As more Asia-based investors look to add or increase infrastructure exposure to their portfolios, their main concern about risk may be with regard to leverage and other financial aspects that got many infrastructure funds into trouble in 2008.

However, a report into one of the most sophisticated markets for infrastructure in the world – Australia – shows that risks throughout the project are often underestimated. This ultimately leads to delays that will affect returns on investment or the economics around how tariffs are set.

Blake Dawson, an Australian law firm, says the need for basic infrastructure – from developing the resources sector to rebuilding flood-devastated Queensland – are placing demands on public and private sources of funding. This is true in other countries as well.

The good news, at least in Australia, is that participants – corporations, construction and engineering firms, contractors and financiers – have a better sense of project risk, and improved processes to manage it.

The findings make a decent due-diligence list for anyone looking at a direct infrastructure investment.

One of the biggest potential problems comes when principals shift risk onto contractors. They think they are protecting themselves but, in many cases, contractors accept risks they cannot mitigate or manage in order to win business. Investors should look at whether contractors are being appropriately compensated and what pledges they have made.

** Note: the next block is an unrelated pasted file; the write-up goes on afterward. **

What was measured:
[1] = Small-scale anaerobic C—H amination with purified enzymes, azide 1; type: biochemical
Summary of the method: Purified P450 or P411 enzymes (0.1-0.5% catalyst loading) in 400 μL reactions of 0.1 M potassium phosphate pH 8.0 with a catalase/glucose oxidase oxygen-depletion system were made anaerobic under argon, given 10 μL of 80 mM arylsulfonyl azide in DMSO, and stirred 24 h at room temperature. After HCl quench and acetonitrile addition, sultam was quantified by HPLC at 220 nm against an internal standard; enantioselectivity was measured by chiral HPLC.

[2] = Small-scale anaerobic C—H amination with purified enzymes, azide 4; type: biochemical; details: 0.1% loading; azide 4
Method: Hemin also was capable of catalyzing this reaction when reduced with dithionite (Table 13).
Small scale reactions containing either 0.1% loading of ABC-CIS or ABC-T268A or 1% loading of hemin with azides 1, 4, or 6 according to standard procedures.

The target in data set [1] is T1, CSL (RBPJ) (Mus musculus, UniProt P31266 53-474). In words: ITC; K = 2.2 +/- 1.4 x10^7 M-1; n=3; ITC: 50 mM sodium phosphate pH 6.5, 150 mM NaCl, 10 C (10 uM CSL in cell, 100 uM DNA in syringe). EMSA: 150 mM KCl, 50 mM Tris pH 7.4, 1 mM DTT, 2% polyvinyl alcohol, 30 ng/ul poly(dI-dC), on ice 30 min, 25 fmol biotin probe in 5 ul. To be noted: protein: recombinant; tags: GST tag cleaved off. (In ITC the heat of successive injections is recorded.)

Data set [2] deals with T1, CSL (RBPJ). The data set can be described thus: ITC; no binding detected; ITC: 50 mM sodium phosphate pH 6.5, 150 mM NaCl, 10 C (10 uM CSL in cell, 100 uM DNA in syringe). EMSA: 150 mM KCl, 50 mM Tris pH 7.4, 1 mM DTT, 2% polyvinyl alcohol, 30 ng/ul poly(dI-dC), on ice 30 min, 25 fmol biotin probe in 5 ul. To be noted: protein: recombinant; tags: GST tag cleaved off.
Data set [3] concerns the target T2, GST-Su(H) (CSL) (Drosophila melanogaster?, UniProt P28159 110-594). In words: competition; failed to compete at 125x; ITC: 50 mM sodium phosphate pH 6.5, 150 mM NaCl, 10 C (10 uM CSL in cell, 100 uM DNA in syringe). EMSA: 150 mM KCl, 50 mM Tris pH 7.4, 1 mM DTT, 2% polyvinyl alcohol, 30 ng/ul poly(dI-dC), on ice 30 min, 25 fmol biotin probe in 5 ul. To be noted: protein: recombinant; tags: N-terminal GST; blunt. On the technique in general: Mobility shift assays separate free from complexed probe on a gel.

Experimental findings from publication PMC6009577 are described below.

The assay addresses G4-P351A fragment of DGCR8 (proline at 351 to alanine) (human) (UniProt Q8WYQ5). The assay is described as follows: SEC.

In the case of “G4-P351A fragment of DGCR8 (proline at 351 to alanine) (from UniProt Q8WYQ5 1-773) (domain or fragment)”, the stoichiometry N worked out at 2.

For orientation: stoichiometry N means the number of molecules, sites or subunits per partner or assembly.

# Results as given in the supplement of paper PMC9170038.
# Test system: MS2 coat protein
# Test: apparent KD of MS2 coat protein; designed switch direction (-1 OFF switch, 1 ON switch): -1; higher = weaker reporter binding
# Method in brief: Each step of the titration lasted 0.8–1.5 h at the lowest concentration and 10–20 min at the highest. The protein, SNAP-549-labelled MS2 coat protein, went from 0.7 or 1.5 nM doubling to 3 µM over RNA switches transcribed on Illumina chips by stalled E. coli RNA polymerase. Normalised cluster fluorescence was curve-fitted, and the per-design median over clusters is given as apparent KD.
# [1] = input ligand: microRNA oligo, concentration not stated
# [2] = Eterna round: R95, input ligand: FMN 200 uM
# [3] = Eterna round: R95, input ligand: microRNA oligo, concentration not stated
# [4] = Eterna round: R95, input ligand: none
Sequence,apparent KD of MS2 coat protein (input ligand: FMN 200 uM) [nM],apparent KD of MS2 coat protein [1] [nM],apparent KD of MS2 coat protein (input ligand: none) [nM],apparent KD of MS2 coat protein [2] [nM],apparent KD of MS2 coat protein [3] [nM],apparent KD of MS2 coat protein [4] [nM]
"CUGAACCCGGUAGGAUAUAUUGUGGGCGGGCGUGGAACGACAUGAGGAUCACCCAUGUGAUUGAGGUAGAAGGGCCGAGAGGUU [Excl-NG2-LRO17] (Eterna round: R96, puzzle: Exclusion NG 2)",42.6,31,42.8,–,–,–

Another area where projects experience problems is when the risk-management policies have all been spelled out – but not implemented. Such failures are often because policies aren’t backed up with adequate resources. This often leads to delayed completion of projects, cost overruns, reduced quality and disputes.

That said, risk-management policies are not a black box that need only be addressed when writing contracts. Each project needs a specific approach about how to identify what could go wrong and develop plans – and a budget – to head off problems.

Investors should make sure they have an understanding of infrastructure projects’ nuts and bolts – or at least make sure the principals they are backing are clued in.

For example, investors need to understand the sequencing and timing of work, ensure information is properly shared, ensure stakeholder agreements are sound, agree limits on the enforcement of obligations, provide for protection from liability, use mutually agreed key-performance indicators, and provide for a price adjustment should a particular risk occur.